Equity, efficiency, and school improvement: Analysis of district expenditures in New Jersey
Declining revenue has decreased the resources that New Jersey schools will receive. Money problems for school districts have reached epidemic proportions. As a result, state legislatures and school districts alike must learn to spend money more efficiently and equitably. Equity and efficiency are synonymous. If school systems and the state government do not spend money efficiently, then equity can never be accomplished. This dissertation analyzes whether two public school districts in New Jersey and eight public school districts across the United States, in large and small districts, rich and poor, expend their funds efficiently. Thus, the problem is that most school officials and state leaders have very little data on exactly how much of that per pupil expenditure is reaching the instructional area. Without efficiency knowledge, no state legislature or school system can create an equitable plan of distributing resources to the schools. Eric Hanushek (1991) makes the argument that money does not really matter because administrators are not trained enough (or do not care enough) to allocate funds properly, that the additional revenue the state may give to low spending or poor districts may be squandered on non-instructional accounts. Also, other researchers like Chubb and Moe (1990), and Coleman (1987) have done efficiency studies based on how well schools are doing overall comparing "inputs" and "outputs." This study however, analyzes not only the amount of money allocated ("inputs") and pupil outcomes ("outputs"), but explains how the money is spent ("throughputs") by using the Micro-Financial Cascade Model. This model represents a comparison between the amount of dollars that are allocated to the classroom from public schools and the dollar relationship to school productivity rates. Allocations and expenditures are sorted into the 10 functions for both school site and central office. The function categories are entitled Administration, Building and Operational Support, Teacher Development, Pupil Support, and Instructional Support (these five functions are both at the school site and central office). Once a school's expenditures are tracked and put into the proper accounts (functions) then actual efficiency comparisons can be made from district to district and from school to school and greater school efficiency and equity will be obtained.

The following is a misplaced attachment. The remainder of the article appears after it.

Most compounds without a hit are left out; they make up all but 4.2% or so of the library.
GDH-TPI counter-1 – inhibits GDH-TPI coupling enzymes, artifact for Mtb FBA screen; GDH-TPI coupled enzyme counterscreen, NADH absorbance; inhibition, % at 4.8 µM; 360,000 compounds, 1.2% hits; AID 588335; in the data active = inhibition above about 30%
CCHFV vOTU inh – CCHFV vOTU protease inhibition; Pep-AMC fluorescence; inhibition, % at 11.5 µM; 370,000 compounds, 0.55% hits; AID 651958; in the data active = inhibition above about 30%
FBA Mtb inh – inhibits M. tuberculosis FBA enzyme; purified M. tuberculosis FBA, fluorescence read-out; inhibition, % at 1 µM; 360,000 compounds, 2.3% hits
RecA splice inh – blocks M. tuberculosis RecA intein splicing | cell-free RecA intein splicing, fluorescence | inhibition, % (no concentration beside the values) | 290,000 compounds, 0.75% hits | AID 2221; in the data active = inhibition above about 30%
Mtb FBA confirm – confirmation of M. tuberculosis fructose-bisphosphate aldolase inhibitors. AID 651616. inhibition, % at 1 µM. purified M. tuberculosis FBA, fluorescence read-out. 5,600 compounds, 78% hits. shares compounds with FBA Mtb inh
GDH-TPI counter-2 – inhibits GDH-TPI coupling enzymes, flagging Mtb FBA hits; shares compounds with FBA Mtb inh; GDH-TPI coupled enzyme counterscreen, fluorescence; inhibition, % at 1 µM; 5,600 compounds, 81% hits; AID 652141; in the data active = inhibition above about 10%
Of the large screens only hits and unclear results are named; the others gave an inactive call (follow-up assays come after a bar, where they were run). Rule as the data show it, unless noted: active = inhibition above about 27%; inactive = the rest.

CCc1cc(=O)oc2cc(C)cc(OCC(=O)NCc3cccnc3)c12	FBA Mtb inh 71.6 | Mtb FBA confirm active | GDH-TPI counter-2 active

School finance|Public administration|School administration
Alfano, Frank, "Equity, efficiency, and school improvement: Analysis of district expenditures in New Jersey" (1994). ETD Collection for Fordham University. AAI9511216.